Date of Award


Degree Type





Professor Thomas Telfer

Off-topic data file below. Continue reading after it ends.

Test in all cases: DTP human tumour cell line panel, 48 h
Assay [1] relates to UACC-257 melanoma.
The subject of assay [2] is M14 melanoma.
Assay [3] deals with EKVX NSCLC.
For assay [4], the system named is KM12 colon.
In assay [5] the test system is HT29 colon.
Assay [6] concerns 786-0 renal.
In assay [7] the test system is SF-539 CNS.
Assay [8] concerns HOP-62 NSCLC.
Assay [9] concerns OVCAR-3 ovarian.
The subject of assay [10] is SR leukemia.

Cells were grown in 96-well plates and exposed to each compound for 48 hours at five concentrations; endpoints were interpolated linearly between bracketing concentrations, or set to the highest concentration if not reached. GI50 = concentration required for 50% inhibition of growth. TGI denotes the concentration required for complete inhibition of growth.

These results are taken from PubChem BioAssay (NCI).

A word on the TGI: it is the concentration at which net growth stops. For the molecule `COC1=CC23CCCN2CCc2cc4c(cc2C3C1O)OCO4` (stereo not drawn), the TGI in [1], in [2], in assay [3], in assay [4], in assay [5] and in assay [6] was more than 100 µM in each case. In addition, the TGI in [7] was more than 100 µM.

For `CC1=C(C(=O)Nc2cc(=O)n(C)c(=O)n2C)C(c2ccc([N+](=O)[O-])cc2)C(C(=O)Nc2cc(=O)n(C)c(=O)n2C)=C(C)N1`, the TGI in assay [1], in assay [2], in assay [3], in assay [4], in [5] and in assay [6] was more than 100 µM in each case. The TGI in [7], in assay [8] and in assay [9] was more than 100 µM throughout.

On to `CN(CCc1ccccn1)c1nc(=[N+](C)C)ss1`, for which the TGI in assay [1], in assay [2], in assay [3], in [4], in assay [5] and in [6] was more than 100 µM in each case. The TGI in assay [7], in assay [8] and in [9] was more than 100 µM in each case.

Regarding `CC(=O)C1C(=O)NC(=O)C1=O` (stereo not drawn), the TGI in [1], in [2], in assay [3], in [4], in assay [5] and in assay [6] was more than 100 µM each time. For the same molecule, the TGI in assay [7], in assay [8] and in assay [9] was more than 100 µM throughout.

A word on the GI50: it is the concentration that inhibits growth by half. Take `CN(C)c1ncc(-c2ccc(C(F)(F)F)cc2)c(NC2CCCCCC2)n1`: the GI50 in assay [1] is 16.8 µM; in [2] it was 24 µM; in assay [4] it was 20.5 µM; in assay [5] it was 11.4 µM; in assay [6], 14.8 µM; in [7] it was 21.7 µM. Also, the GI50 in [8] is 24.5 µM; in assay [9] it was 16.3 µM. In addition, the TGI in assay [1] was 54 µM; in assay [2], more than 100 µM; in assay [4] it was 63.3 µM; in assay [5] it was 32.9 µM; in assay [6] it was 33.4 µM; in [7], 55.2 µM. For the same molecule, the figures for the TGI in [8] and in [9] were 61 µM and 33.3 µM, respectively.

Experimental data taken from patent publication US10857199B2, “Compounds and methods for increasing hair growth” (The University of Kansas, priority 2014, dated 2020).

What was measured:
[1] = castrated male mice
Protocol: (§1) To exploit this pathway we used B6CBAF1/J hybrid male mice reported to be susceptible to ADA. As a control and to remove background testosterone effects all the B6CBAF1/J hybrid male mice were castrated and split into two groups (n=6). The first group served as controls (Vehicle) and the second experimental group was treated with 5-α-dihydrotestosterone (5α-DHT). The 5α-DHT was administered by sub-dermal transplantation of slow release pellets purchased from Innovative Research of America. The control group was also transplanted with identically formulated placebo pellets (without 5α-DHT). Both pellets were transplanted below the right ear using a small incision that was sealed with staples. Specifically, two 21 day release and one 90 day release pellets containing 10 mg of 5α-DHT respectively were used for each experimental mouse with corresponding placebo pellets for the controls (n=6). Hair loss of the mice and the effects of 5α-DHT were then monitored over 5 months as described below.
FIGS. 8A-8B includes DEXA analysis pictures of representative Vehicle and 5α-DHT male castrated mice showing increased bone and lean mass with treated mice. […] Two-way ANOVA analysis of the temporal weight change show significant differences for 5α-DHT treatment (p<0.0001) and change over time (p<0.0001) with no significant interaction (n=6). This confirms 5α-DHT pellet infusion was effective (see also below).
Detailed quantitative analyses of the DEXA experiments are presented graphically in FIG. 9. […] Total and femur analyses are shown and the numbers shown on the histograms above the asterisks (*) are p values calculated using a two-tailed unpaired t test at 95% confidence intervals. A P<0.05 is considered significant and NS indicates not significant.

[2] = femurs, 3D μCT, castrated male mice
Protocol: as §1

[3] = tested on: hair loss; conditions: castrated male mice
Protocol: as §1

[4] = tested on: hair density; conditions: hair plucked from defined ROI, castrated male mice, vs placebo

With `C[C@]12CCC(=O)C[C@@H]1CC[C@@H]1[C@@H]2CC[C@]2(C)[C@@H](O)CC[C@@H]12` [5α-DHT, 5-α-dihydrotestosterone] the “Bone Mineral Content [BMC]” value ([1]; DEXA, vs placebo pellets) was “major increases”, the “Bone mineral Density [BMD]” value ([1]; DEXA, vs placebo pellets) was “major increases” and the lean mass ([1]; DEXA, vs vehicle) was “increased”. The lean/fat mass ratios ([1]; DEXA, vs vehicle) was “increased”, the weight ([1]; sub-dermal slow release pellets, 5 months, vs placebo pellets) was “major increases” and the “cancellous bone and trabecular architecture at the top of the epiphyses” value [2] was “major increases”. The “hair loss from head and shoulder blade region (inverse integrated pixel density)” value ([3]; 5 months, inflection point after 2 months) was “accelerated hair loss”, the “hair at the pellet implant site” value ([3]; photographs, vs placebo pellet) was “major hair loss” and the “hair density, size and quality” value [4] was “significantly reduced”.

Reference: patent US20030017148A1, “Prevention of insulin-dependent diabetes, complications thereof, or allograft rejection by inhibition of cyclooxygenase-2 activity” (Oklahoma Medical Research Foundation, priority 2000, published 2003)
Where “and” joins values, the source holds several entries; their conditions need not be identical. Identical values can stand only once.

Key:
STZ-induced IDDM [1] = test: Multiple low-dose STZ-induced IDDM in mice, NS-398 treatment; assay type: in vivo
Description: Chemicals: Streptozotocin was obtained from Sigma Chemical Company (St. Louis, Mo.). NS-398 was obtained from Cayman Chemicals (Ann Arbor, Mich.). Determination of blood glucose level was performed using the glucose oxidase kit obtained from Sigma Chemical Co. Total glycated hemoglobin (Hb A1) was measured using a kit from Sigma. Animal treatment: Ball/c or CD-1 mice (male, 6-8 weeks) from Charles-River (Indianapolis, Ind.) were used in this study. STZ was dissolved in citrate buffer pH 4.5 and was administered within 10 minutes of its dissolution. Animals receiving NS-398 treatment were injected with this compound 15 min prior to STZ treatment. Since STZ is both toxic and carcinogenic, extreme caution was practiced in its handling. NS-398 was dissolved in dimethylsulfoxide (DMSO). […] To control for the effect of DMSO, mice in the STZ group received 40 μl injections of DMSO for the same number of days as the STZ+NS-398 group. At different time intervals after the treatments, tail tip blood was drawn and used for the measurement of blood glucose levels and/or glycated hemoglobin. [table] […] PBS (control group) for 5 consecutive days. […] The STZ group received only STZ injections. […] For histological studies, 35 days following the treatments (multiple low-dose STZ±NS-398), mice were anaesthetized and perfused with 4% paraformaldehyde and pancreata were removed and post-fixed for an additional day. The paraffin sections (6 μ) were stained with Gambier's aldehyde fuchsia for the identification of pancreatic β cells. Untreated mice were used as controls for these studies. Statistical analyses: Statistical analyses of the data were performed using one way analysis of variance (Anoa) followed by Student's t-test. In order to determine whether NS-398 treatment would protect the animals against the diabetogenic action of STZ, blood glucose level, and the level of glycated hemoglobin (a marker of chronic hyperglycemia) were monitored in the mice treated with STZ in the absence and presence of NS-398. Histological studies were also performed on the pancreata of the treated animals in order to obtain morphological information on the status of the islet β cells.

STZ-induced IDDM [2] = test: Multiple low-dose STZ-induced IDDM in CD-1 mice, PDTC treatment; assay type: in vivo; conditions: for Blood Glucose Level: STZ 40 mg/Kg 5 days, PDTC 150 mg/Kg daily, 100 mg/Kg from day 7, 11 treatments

This thesis examines the competingprinciples within the decision-making modelsfor what it means for directors and officers to act in the best interests of the corporation. The first model is the traditional shareholder primacy model, which shifts to a creditor primacy model in a situation offinancial distress or insolvency. It requires directors and officers to maximize corporate value for the benefit of the corporation’s residual economic beneficiaries. The second model is the pluralistic decision-making model, adopted by the Supreme Court of Canada as the law in this country. It requires directors and officers to identify, consider and treat fairly all interests affected by the contemplated corporate decision. Atplayarethefollowingtwopublicpolicyobjectives:promotingeconomicactivity for the general benefit ofsociety; andprotecting stakeholder interests that may beprejudiced in a socially unacceptable wayfrom thepursuit ofthefirst objective. This thesisprefers the shareholder primacy model, switching to a creditor primacy model in financial distress or insolvency. The underlying rationalefor thispreferred model is maximization ofcorporate value for the greatest number, thereby promoting economic activity. Stakeholder interests are not sacrificed as there exists an extensive system o f statutory protections supplemented by common law and equity.



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